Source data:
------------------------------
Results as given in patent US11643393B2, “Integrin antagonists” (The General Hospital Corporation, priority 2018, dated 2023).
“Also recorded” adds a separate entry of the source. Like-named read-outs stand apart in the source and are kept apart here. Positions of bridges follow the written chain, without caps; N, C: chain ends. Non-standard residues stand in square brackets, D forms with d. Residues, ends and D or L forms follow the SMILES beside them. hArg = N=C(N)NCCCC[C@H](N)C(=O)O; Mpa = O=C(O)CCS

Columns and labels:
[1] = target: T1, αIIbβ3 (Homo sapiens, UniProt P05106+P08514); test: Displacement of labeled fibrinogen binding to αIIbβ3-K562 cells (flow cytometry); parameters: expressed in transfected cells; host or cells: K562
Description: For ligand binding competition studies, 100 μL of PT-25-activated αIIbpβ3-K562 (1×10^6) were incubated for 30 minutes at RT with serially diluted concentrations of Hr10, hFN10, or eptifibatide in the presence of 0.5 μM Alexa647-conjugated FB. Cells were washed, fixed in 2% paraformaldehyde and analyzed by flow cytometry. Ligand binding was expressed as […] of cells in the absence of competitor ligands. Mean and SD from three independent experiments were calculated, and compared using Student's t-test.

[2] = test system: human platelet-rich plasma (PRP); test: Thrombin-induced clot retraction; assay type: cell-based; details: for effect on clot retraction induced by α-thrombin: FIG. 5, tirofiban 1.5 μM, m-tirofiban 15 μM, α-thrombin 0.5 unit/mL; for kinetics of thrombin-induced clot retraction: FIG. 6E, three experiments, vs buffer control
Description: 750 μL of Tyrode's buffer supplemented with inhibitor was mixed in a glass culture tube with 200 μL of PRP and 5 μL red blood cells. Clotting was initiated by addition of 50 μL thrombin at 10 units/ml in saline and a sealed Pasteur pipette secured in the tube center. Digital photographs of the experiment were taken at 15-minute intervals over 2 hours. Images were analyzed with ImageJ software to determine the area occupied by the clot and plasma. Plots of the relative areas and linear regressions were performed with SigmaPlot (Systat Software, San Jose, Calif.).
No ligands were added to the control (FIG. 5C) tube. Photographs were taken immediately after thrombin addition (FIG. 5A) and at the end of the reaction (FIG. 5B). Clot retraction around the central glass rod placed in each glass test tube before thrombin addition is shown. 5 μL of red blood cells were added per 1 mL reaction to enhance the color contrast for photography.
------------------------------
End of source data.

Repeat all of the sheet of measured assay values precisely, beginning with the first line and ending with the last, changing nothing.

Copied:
Results as given in patent US11643393B2, “Integrin antagonists” (The General Hospital Corporation, priority 2018, dated 2023).
“Also recorded” adds a separate entry of the source. Like-named read-outs stand apart in the source and are kept apart here. Positions of bridges follow the written chain, without caps; N, C: chain ends. Non-standard residues stand in square brackets, D forms with d. Residues, ends and D or L forms follow the SMILES beside them. hArg = N=C(N)NCCCC[C@H](N)C(=O)O; Mpa = O=C(O)CCS

Columns and labels:
[1] = target: T1, αIIbβ3 (Homo sapiens, UniProt P05106+P08514); test: Displacement of labeled fibrinogen binding to αIIbβ3-K562 cells (flow cytometry); parameters: expressed in transfected cells; host or cells: K562
Description: For ligand binding competition studies, 100 μL of PT-25-activated αIIbpβ3-K562 (1×10^6) were incubated for 30 minutes at RT with serially diluted concentrations of Hr10, hFN10, or eptifibatide in the presence of 0.5 μM Alexa647-conjugated FB. Cells were washed, fixed in 2% paraformaldehyde and analyzed by flow cytometry. Ligand binding was expressed as […] of cells in the absence of competitor ligands. Mean and SD from three independent experiments were calculated, and compared using Student's t-test.

[2] = test system: human platelet-rich plasma (PRP); test: Thrombin-induced clot retraction; assay type: cell-based; details: for effect on clot retraction induced by α-thrombin: FIG. 5, tirofiban 1.5 μM, m-tirofiban 15 μM, α-thrombin 0.5 unit/mL; for kinetics of thrombin-induced clot retraction: FIG. 6E, three experiments, vs buffer control
Description: 750 μL of Tyrode's buffer supplemented with inhibitor was mixed in a glass culture tube with 200 μL of PRP and 5 μL red blood cells. Clotting was initiated by addition of 50 μL thrombin at 10 units/ml in saline and a sealed Pasteur pipette secured in the tube center. Digital photographs of the experiment were taken at 15-minute intervals over 2 hours. Images were analyzed with ImageJ software to determine the area occupied by the clot and plasma. Plots of the relative areas and linear regressions were performed with SigmaPlot (Systat Software, San Jose, Calif.).
No ligands were added to the control (FIG. 5C) tube. Photographs were taken immediately after thrombin addition (FIG. 5A) and at the end of the reaction (FIG. 5B). Clot retraction around the central glass rod placed in each glass test tube before thrombin addition is shown. 5 μL of red blood cells were added per 1 mL reaction to enhance the color contrast for photography.